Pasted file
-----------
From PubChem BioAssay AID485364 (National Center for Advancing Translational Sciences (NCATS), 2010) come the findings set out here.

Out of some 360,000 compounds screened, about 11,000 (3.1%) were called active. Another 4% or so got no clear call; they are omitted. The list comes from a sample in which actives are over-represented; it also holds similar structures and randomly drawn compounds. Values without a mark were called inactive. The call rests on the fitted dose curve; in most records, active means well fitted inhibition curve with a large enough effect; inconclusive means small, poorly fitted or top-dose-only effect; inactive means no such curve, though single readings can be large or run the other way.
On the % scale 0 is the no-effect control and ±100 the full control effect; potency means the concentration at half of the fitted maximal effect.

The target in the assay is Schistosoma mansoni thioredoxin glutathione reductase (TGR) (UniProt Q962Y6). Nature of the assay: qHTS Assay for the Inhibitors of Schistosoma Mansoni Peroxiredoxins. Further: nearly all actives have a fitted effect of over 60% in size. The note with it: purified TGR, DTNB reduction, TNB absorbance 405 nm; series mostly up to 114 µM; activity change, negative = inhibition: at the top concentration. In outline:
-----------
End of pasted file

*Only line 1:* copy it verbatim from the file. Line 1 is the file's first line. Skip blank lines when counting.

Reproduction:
From PubChem BioAssay AID485364 (National Center for Advancing Translational Sciences (NCATS), 2010) come the findings set out here.